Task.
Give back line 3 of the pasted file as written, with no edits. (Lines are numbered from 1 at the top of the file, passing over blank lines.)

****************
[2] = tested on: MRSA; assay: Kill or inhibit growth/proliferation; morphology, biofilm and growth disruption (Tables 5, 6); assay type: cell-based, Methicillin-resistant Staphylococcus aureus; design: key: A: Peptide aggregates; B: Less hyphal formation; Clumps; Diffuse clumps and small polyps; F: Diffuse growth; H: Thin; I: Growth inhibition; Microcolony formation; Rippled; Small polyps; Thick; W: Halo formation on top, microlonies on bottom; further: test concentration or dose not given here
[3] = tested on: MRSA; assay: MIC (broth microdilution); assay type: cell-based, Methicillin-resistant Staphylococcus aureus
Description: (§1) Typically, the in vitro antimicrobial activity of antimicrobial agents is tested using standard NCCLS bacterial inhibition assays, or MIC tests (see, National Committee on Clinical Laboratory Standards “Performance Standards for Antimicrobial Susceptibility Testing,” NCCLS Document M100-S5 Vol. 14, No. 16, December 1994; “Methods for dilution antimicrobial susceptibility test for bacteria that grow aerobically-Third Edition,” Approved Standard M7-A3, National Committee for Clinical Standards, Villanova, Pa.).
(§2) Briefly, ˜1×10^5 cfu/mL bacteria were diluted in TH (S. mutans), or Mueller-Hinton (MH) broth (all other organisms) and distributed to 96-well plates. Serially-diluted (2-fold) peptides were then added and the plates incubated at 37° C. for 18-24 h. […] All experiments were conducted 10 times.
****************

Description: (§1) Typically, the in vitro antimicrobial activity of antimicrobial agents is tested using standard NCCLS bacterial inhibition assays, or MIC tests (see, National Committee on Clinical Laboratory Standards “Performance Standards for Antimicrobial Susceptibility Testing,” NCCLS Document M100-S5 Vol. 14, No. 16, December 1994; “Methods for dilution antimicrobial susceptibility test for bacteria that grow aerobically-Third Edition,” Approved Standard M7-A3, National Committee for Clinical Standards, Villanova, Pa.).